Witchcraft in Shetland
Between around 1615 and 1680 Shetland was afflicted by a mania that was disturbing other parts of Europe. Ordinary Shetlanders and their superiors suddenly began to worry about ‘witches’. They yearned to destroy them.
There had been witches in Shetland during Earl Patrick’s administration (1593-1615). Patrick, however, seems to have been relatively tolerant about them. He fined them; he didn’t strangle or burn them, as far as we know.
One good point about Shetland is that there weren’t many witch-burnings here. I suspect there were less than ten: ten too many. The contrast with other parts of Scotland, and, say, with Northern Norway, where there were major witch-persecutions, is stark.
The first big witch-trial in Shetland took place in 1616. The historian Kirsty Larner argued that brand-new regimes in the seventeenth century liked to pose as ‘new brooms’, and make examples of witches and other miscreants. That is what happened here. Following the fall of Earl Patrick a new administration took control at Scalloway, and they had their eye on three women to be examples.
Catherine Johnson, who lived at Stenness in Eshaness, was their first target. For thirty years she had been in the habit of sleeping with the devil, they said – and she seems to have admitted it. She was also in the habit (they said) of chatting with trows in the kirkyards of Hillswick and Stenness.
Jonka Dynneis also found herself in court. In 1616 she was living in Fetlar, but around 1606 she had been at Aith in Aithsting. One day that summer her husband, Peter Kettle, was fishing six miles offshore, and found himself in danger. People saw Jonka standing outside their house in a trance, and when they questioned her she said that Peter was in danger.
Afterwards Jonka lived in Hillswick, and fell out with a man there. She cursed him and said that a few days later his bones would be ‘raiking’ around the banks. ‘And so within a short space thereafter,’ the court recorded, ‘he perished by sea by her witchcraft and devilry’.
The third witch was Barbara Thomasdochter in Delting. She specialised in spells to cure people. In 1613 someone called Garth, in Yell, was suffering from severe insomnia. He went to see Barbara and she treated him with what was called a ‘resting thread’. She made ‘certain crosses and conjurations’ over it and told Garth to wear it on his head for nine nights, and then burn it. That worked.
Sometimes the effect she had on people was less wholesome, or so it was alleged. In around 1600, a widow, she had begun to live with a man called Bothwell Magnusson. But he refused to marry her. So she ‘took the power of his member, so that he was never able for a woman since – although he tried’.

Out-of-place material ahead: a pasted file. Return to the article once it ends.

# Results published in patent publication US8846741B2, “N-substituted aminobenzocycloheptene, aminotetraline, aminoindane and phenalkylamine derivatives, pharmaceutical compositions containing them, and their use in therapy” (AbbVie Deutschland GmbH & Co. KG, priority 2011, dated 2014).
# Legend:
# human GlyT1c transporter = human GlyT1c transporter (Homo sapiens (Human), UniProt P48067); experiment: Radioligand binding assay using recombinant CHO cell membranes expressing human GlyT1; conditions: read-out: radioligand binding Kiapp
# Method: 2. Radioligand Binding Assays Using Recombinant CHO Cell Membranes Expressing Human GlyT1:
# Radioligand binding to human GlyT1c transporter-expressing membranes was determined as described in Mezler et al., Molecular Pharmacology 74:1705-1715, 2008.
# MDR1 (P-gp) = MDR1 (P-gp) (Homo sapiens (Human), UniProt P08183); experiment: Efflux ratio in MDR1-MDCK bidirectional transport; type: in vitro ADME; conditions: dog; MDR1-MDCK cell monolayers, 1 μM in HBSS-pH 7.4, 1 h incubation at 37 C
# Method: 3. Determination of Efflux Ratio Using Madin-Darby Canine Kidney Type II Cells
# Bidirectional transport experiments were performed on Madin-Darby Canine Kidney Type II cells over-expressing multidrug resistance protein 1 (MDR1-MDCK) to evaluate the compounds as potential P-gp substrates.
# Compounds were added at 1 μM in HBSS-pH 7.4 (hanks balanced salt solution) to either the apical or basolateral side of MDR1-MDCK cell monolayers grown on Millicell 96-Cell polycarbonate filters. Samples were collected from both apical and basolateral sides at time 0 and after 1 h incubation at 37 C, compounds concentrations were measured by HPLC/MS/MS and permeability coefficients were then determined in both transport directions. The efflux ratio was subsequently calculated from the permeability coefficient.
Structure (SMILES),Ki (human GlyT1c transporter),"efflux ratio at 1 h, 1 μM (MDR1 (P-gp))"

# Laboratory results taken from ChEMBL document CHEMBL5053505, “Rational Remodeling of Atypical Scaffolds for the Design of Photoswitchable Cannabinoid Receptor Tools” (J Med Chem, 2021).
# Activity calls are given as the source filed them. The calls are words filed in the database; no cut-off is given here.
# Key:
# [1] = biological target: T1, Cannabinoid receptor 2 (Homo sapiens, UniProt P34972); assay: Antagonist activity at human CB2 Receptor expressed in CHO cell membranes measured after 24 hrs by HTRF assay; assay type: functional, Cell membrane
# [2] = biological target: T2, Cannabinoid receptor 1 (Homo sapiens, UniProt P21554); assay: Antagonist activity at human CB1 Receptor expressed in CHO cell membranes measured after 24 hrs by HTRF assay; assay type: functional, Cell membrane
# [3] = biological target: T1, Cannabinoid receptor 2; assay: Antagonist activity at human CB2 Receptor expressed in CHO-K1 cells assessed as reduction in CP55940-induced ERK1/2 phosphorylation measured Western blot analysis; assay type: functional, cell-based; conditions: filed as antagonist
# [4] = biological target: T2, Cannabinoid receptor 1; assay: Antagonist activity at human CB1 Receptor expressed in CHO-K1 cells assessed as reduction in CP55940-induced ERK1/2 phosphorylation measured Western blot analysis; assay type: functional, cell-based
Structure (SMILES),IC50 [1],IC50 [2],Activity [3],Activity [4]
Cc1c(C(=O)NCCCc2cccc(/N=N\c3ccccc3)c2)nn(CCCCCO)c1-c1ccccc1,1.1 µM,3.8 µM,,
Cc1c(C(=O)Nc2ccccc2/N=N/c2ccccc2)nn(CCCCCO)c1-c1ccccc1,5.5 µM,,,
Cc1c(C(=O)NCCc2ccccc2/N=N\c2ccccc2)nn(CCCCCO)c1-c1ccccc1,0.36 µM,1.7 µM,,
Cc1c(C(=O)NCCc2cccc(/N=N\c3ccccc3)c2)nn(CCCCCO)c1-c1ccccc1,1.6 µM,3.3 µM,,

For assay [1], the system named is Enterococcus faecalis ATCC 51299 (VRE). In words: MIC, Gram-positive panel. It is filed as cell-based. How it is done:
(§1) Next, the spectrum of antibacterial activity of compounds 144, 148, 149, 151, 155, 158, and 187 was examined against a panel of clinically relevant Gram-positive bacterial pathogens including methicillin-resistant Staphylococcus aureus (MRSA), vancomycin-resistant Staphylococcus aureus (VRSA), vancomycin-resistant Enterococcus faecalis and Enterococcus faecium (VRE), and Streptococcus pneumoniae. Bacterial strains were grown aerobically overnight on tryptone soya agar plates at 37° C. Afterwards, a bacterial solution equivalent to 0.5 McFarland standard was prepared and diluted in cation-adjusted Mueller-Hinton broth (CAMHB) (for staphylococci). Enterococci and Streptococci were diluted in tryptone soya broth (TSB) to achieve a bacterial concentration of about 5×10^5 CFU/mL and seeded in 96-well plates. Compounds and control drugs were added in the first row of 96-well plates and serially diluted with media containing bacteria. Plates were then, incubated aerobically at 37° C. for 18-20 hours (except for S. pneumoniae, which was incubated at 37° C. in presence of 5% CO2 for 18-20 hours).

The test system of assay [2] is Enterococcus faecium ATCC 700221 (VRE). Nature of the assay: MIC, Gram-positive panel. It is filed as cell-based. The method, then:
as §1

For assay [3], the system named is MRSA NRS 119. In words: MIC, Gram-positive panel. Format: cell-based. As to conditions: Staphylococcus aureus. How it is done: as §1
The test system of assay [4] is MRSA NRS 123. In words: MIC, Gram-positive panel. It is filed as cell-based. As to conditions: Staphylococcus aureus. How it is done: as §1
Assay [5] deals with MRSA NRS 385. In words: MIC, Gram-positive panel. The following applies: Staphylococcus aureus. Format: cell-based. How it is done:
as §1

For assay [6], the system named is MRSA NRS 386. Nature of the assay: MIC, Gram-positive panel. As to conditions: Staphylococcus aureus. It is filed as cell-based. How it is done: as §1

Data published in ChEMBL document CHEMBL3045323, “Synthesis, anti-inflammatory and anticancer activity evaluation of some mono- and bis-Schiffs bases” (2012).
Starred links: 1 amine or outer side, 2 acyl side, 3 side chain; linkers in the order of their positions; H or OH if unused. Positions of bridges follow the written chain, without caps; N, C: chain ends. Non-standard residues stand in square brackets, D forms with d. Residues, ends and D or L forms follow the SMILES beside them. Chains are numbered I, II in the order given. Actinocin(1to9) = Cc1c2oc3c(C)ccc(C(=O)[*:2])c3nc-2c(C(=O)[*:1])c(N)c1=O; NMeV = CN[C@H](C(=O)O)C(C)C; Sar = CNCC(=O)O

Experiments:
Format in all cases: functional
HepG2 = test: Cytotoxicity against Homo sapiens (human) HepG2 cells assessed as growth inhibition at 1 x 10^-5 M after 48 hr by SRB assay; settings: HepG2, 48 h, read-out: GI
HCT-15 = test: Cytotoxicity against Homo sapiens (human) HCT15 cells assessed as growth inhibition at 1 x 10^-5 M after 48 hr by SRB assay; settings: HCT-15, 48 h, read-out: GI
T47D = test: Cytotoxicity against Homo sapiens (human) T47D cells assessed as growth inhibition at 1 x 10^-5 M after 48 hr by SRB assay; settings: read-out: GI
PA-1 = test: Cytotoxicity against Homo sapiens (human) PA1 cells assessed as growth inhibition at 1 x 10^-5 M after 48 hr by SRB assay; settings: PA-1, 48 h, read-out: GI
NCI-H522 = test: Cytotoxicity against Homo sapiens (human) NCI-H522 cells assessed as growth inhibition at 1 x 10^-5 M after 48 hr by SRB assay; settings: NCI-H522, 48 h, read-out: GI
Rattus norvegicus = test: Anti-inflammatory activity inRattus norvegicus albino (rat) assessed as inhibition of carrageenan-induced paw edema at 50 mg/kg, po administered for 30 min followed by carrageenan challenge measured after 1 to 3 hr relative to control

There were other preposterous charges against the three women. A jury of landowners and ordinary Shetlanders heard the cases against them in Scalloway Castle. Of course, they were all found guilty. The executioner frogmarched them to the top of the hill of Houll, west of the village. He tied them to stakes, strangled each of them and burnt them to ashes.
No doubt the new brooms of 1616 felt pleased with themselves. Then in 1644 another new Shetland administration got to work. The first thing they did was to fill the castle with witches. One of them may have been Andrew Stephenson from Califf. Andrew had the nickname Luggie, no doubt because his ears had been mutilated for some crime or other. (It was a cruel era.)
Luggie ‘had a trick’, according to a near-contemporary writer, ‘at any time when hungry at sea, to cast out his line, and would out of Neptune’s lowest kitchen bring cleverly up fish well boiled and roasted; and his comrades … would make a merry meal thereof, not questioning who was cook.’
And on days when it was stormy Luggie went across the voe to Kebister for his dinner, to the steep knowe there which still bears his name. It is now partly obscured by a windmill. On top of the knowe there was a deep pit – it isn’t there now – ‘out of which with his lines he drew up codlings … for his provision.’ Luggie too was executed, probably at much the same time as Marion Pardone of Hillswick, another well-known Shetland witch of the time.
The last witches burned at Scalloway seem to have been an old woman, Barbara Tulloch, and her daughter Helen. They came to court around 1680, and afterwards the sheriff depute climbed up the hill to watch them die. ‘When [the daughter] had hung some little time on the gibbet,’ he reported, ‘a black pitchy-like ball foamed out of her mouth; and after the fire was kindled, it grew to the bigness of a walnut, and then flew up like squibs into the air. … It was taken to be a visible sign that the devil was gone out of her.’
Soon after 1680 the authorities realised, belatedly, that witchcraft was bunkum. In the first decade of the 18th century the Presbytery of Shetland investigated some alleged cases of it in Sandness; but witchcraft had ceased to be a capital offence. The parties went free.
It went on being a matter of concern to less intelligent members of the population: in 1883 Sheriff Rampini heard a case where someone in Yell had been accused of ‘witching’ a boat. But by then accusers of such crimes were a laughing-stock. There was loud laughter in the court.
The gibbet; the trows of Hillswick and Eshaness; the resting thread and Bothwell Magnusson’s limp member; Luggie’s codlings; the ‘black pitchy-like ball’ and the flames: they are symbols and fantasies from one of Shetland’s more unpleasant eras.
A Play for Radio by Islesburgh Drama Group
Listen here - 'Marion Pardone' - how words and actions can be twisted and misunderstood...
A fantastic play for radio by Islesburgh Drama Group which is based on the true story of Mistress Marion Pardone who was accused of witchcraft. Featuring a short interview with archivist Brian Smith.